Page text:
For the next few nights, you can catch up the moon Crossing a hexagonal formation of stars high in the winter sky.
Six bright, easily identifiable stars in the winter sky form a beautiful hexagon. For five nights, the moon will cross the center of the winter hexagon or the winter circle. The six stars that make up its pillars are part of the constellations Orion, Taurus, Auriga, Gemini, Canis Major, and Canis Minor. From January 23 to January, you’ll be able to see the moon “intersects” with the shape, and the moon sits inside the hexagon in the middle of the three nights.
The top six stars by size include the distinctive blue of Sirius, located at the bottom of the formation; Rigel, at the foot of the mighty; Bright Aldebaran. Capella, high in the sky. Pollux, one of the heads of Gemini; The Procyon in Canis Minor, per Sky and Telescope. This group is sometimes mentioned with the star Castor, the other head within the constellation Gemini. Castor isn’t a top-tier superstar but he’s still quite shining. You can also spot the bright red star Betelgeuse in the center of the hexagon, at the shoulder of Orion.
You’ll find the group relatively early in the evening, around 9:30 PM local time, according to Joe Rao at Space.comIf you look south. They will be awake for a long time. However, this is not a narrow group, so it is spread across the sky. EarthSky He has a nice drawing of where the moon will appear in relation to these six stars every night from January 23-27. You can also use an app like Sky view To track down the stars if you are not sure where they are.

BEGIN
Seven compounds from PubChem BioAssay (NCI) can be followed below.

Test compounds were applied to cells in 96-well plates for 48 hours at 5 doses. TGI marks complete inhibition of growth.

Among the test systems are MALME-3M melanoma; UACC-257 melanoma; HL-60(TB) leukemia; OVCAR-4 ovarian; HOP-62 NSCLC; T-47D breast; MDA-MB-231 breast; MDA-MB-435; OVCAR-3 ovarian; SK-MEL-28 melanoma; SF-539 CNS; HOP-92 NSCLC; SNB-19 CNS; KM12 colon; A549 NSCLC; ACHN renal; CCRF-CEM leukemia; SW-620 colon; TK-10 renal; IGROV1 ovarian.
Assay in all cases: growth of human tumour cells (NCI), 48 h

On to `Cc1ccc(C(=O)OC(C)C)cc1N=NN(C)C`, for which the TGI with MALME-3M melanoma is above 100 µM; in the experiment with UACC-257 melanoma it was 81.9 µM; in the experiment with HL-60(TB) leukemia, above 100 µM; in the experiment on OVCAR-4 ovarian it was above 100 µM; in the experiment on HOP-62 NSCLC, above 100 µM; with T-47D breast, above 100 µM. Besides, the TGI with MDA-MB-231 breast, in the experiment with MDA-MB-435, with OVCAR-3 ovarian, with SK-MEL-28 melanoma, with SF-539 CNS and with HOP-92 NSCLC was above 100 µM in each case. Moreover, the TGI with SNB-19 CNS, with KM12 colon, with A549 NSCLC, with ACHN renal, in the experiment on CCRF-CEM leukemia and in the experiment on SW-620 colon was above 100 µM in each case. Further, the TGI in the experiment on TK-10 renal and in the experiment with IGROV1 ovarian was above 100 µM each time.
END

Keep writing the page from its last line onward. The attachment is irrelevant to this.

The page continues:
Part of the joy of watching is seeing the movement of the celestial bodies against each other as the moon turns its way through the large hexagon night after night, moving toward the full moon on January 27th.
This movement has happened three times this winter already, and each Sky and telescopeIt’ll happen three more times after this week’s dance. You will be able to see the moon crossing the winter hex again on February 19-24, March 19-23, and April 15-19. However, that doesn’t mean it will look the same every month. Plus, watching the moon move through the sky this week is a great way to get a good idea of the bright winter stars if you aren’t already used to them.
“Böser Kaffee-Nerd. Analyst. Unheilbarer Speckpraktiker. Totaler Twitter-Fan. Typischer Essensliebhaber.”